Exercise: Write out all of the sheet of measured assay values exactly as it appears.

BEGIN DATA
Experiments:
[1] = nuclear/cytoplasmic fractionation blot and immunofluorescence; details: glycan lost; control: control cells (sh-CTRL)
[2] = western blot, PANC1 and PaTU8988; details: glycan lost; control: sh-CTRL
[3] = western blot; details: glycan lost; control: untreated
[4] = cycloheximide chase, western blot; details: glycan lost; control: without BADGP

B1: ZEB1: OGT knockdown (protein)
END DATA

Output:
Experiments:
[1] = nuclear/cytoplasmic fractionation blot and immunofluorescence; details: glycan lost; control: control cells (sh-CTRL)
[2] = western blot, PANC1 and PaTU8988; details: glycan lost; control: sh-CTRL
[3] = western blot; details: glycan lost; control: untreated
[4] = cycloheximide chase, western blot; details: glycan lost; control: without BADGP

B1: ZEB1: OGT knockdown (protein)